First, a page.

If you’ve ever witnessed variable refresh rate (VRR) technologies like G-Sync and FreeSync, then you likely know VRR one of the most significant gaming improvements in recent times. But now the technology has finally gone mobile. With our tricked out Origin EON17-X gaming notebook, we’ll be exploring Nvidia’s Mobile G-Sync and how it translates to gaming on the go.
Nvidia turned up the heat on AMD's Radeon range last year when it released its latest Maxwell GPUs, however most of them cost well over $300. Replacing the merely adequate GTX 750 Ti is the new GeForce GTX 950, stepping in as the current generation $150 GPU and promising to deliver highly playable 1080p performance.
Compared to reference designs by Nvidia and AMD, their partners usually come up with creations that run cooler and quieter. A perfect example of this is Gainward's GTX 980 Ti "Golden Sample", with a 15% factory overclock that provides 11% more performance on average and a "Zero RPM fan design". Not wanting to simply just revisit the GTX 980 Ti's performance, we'll be hooking up two of these in SLI and test them agains a pair of AMD's Radeon R9 Fury X cards in Crossfire.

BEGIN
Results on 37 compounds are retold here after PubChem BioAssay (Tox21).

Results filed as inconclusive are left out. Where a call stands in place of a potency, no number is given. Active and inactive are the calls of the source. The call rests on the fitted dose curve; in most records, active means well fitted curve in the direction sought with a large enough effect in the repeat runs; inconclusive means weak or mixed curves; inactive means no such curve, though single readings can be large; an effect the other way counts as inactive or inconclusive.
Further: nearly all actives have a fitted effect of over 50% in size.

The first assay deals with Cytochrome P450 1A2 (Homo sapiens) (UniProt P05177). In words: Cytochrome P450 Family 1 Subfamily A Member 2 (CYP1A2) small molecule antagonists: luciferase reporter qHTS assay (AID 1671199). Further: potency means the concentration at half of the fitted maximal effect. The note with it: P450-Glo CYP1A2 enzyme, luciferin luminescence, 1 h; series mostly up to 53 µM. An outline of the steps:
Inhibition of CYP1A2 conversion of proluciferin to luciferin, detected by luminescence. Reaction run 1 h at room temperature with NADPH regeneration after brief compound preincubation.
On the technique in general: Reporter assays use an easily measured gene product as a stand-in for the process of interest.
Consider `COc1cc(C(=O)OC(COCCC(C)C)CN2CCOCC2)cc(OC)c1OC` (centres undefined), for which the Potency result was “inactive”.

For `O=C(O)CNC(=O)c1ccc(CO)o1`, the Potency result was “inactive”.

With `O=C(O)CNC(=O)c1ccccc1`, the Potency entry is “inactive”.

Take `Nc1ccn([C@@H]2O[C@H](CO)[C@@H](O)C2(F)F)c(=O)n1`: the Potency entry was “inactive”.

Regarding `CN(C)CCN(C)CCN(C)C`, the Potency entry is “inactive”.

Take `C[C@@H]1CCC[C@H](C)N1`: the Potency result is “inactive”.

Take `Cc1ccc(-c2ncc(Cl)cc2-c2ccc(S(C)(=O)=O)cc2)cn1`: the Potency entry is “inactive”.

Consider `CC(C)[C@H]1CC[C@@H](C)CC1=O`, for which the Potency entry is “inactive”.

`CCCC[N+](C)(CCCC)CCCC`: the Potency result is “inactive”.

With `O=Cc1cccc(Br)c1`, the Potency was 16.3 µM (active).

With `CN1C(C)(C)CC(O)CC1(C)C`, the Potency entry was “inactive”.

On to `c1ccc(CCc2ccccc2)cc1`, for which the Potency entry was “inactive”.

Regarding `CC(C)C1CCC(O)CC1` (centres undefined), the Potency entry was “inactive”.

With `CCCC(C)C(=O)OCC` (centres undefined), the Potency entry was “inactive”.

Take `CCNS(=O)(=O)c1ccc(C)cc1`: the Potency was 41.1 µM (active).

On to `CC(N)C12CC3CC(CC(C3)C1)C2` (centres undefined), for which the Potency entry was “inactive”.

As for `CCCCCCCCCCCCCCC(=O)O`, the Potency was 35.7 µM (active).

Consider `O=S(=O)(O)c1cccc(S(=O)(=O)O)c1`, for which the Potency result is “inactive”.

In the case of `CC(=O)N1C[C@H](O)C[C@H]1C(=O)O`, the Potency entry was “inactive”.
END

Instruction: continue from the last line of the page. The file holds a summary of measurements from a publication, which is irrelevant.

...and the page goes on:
Batman: Arkham Knight, the fourth entry in Warner Brother's Batman: Arkham series, is based on the same Unreal Engine 3 as its predecessor and an Nvidia-sponsored title. Favoring one camp of GPUs is hardly the least contentious way to launch a new game, however it seems this release would have rattled cages regardless. Countless Nvidia and AMD users have expressed anger about Arkham Knight's performance and stuttering issues. Here's what we found in our tests.